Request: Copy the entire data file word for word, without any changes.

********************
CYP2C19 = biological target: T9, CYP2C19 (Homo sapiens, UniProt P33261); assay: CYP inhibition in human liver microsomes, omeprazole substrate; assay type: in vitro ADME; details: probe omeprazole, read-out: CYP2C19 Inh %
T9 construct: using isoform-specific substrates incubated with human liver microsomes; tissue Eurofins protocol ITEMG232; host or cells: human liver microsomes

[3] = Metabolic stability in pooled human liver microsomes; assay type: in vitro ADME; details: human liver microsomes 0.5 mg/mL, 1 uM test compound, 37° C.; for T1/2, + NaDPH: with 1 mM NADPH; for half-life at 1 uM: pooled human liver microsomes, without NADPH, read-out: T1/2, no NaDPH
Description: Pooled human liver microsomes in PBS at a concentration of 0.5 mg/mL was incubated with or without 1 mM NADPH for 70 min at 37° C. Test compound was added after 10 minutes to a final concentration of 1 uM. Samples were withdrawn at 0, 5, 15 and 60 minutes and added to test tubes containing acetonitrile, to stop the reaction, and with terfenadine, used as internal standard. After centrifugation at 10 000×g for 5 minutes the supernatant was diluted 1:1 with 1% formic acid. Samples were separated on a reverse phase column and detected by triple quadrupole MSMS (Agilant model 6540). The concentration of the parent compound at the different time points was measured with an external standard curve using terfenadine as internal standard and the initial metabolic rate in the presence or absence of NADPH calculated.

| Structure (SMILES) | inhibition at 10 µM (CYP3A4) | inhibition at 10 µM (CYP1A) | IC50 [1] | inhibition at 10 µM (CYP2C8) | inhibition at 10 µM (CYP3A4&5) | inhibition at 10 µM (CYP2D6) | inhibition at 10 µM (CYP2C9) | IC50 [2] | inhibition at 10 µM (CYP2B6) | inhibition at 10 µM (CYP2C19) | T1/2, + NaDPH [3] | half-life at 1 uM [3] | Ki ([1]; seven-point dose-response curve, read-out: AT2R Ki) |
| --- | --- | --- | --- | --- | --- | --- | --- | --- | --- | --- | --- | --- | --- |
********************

CYP2C19 = biological target: T9, CYP2C19 (Homo sapiens, UniProt P33261); assay: CYP inhibition in human liver microsomes, omeprazole substrate; assay type: in vitro ADME; details: probe omeprazole, read-out: CYP2C19 Inh %
T9 construct: using isoform-specific substrates incubated with human liver microsomes; tissue Eurofins protocol ITEMG232; host or cells: human liver microsomes

[3] = Metabolic stability in pooled human liver microsomes; assay type: in vitro ADME; details: human liver microsomes 0.5 mg/mL, 1 uM test compound, 37° C.; for T1/2, + NaDPH: with 1 mM NADPH; for half-life at 1 uM: pooled human liver microsomes, without NADPH, read-out: T1/2, no NaDPH
Description: Pooled human liver microsomes in PBS at a concentration of 0.5 mg/mL was incubated with or without 1 mM NADPH for 70 min at 37° C. Test compound was added after 10 minutes to a final concentration of 1 uM. Samples were withdrawn at 0, 5, 15 and 60 minutes and added to test tubes containing acetonitrile, to stop the reaction, and with terfenadine, used as internal standard. After centrifugation at 10 000×g for 5 minutes the supernatant was diluted 1:1 with 1% formic acid. Samples were separated on a reverse phase column and detected by triple quadrupole MSMS (Agilant model 6540). The concentration of the parent compound at the different time points was measured with an external standard curve using terfenadine as internal standard and the initial metabolic rate in the presence or absence of NADPH calculated.

| Structure (SMILES) | inhibition at 10 µM (CYP3A4) | inhibition at 10 µM (CYP1A) | IC50 [1] | inhibition at 10 µM (CYP2C8) | inhibition at 10 µM (CYP3A4&5) | inhibition at 10 µM (CYP2D6) | inhibition at 10 µM (CYP2C9) | IC50 [2] | inhibition at 10 µM (CYP2B6) | inhibition at 10 µM (CYP2C19) | T1/2, + NaDPH [3] | half-life at 1 uM [3] | Ki ([1]; seven-point dose-response curve, read-out: AT2R Ki) |
| --- | --- | --- | --- | --- | --- | --- | --- | --- | --- | --- | --- | --- | --- |